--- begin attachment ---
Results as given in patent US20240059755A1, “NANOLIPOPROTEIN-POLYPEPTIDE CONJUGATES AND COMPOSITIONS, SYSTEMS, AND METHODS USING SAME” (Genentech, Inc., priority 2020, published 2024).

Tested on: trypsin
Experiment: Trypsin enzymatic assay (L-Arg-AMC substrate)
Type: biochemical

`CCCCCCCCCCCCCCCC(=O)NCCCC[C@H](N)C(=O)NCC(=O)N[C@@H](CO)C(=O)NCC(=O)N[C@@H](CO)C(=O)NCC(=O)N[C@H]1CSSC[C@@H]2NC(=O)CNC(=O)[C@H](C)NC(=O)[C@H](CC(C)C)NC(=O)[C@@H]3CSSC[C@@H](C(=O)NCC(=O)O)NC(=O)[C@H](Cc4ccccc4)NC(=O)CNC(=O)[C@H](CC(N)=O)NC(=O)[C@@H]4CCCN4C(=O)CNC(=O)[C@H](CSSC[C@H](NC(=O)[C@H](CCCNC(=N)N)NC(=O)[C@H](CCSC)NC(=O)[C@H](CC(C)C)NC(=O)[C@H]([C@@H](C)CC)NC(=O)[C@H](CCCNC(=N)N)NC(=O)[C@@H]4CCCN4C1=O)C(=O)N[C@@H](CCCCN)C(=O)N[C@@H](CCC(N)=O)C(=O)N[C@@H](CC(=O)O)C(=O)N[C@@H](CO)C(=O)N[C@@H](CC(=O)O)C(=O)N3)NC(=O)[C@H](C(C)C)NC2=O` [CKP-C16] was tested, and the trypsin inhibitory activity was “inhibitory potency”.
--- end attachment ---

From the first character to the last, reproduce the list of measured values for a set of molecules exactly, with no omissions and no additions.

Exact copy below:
Results as given in patent US20240059755A1, “NANOLIPOPROTEIN-POLYPEPTIDE CONJUGATES AND COMPOSITIONS, SYSTEMS, AND METHODS USING SAME” (Genentech, Inc., priority 2020, published 2024).

Tested on: trypsin
Experiment: Trypsin enzymatic assay (L-Arg-AMC substrate)
Type: biochemical

`CCCCCCCCCCCCCCCC(=O)NCCCC[C@H](N)C(=O)NCC(=O)N[C@@H](CO)C(=O)NCC(=O)N[C@@H](CO)C(=O)NCC(=O)N[C@H]1CSSC[C@@H]2NC(=O)CNC(=O)[C@H](C)NC(=O)[C@H](CC(C)C)NC(=O)[C@@H]3CSSC[C@@H](C(=O)NCC(=O)O)NC(=O)[C@H](Cc4ccccc4)NC(=O)CNC(=O)[C@H](CC(N)=O)NC(=O)[C@@H]4CCCN4C(=O)CNC(=O)[C@H](CSSC[C@H](NC(=O)[C@H](CCCNC(=N)N)NC(=O)[C@H](CCSC)NC(=O)[C@H](CC(C)C)NC(=O)[C@H]([C@@H](C)CC)NC(=O)[C@H](CCCNC(=N)N)NC(=O)[C@@H]4CCCN4C1=O)C(=O)N[C@@H](CCCCN)C(=O)N[C@@H](CCC(N)=O)C(=O)N[C@@H](CC(=O)O)C(=O)N[C@@H](CO)C(=O)N[C@@H](CC(=O)O)C(=O)N3)NC(=O)[C@H](C(C)C)NC2=O` [CKP-C16] was tested, and the trypsin inhibitory activity was “inhibitory potency”.